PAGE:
LONDON (Reuters) - Formula One plans to start its stalled season with two races behind closed doors in Austria in July before more of the same at Britain’s Silverstone circuit, insiders said on Monday.
If they go ahead as planned, it will be a first for a sport that has yet to see a circuit host two races in a single season or any grand prix without paying spectators since the championship started in 1950.
The bigger challenge will likely be stringing together a championship of up to 18 races from continent to continent in a world still wrestling with the COVID-19 pandemic and mass fatalities.
“We still have to work out many issues like the procedures for the teams and our other partners to enter and operate in each country,” Formula One chairman and chief executive Chase Carey recognised on Monday.
“All of our plans are obviously subject to change as we still have many issues to address and all of us are subject to the unknowns of the virus.”
Ten races have been postponed or cancelled so far and the 10 teams and commercial rights holders Liberty Media are understandably keen to get going with television money and sponsorship at stake.
The target of 15-18 races, down from an original record 22, looks an ambitious one in the light of travel restrictions, government bans on mass gatherings and popular opinion.
Races in Azerbaijan, Spain, the Netherlands, Vietnam, China and Canada are among those hoping to be rescheduled with Bahrain and Abu Dhabi set to be paired at the end of the season in December.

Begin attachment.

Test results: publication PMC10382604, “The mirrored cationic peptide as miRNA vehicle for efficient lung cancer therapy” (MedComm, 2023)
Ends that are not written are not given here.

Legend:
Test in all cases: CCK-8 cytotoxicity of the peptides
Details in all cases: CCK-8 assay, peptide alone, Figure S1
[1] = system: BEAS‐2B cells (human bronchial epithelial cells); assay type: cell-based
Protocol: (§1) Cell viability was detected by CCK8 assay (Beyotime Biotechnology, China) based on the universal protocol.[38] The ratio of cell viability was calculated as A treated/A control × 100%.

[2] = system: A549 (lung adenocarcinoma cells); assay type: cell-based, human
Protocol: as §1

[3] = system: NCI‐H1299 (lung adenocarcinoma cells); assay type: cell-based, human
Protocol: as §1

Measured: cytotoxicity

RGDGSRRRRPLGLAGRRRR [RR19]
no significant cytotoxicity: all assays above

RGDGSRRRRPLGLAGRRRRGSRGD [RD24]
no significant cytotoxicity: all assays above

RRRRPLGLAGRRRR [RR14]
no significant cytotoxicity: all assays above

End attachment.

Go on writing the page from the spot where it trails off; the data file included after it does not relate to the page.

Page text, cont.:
Races in Hungary, Belgium, Italy, Texas, Mexico, Brazil, Russia, Japan and Singapore also remain in play.
Monday’s announcement, coming after the French Grand Prix followed Monaco in cancelling, at least provided some grounds for hope.
CONTROL THE TRAIN SET
“Starting in Austria makes sense, a venue where maybe we can control the train set because Red Bull own that circuit,” said Sky Sports commentator Martin Brundle.
“A smaller country, a smaller government to deal with, because the hoops to jump through and the logistics we need to sort out before we can get Formula One up and running again are pretty significant and challenging.”
Austria, with fewer reported deaths in total from the new coronavirus than some larger countries have suffered daily, has already started to loosen its lockdown and has said it is not against the race being held.
The Red Bull Ring also has a nearby airport at Zeltweg capable of handling charter for F1 personnel, who would all likely be tested before departure.
Even with teams reduced to minimum staffing level and most media absent, marshals and medics and security would still likely take the on-site tally to well over 1,000 people.
Britain is home to seven teams and six-times world champion Lewis Hamilton but Silverstone would also be off-limits to spectators.
Silverstone managing director Stuart Pringle said he wanted the race to happen and the circuit was very flexible.
He was also encouraged that the authorities had indicated over the weekend that they were keen to start a dialogue between medical officials and sport.
“This is a situation which is unfolding and quite what the costs associated with that, the logistics, the complications – all of that is still being worked through,” he told Sky Sports television.
“I think the challenge is much more around knitting together a season that will flow naturally and have the certainty that it will run,” he added.
Reporting by Alan Baldwin, editing by Pritha Sarkar
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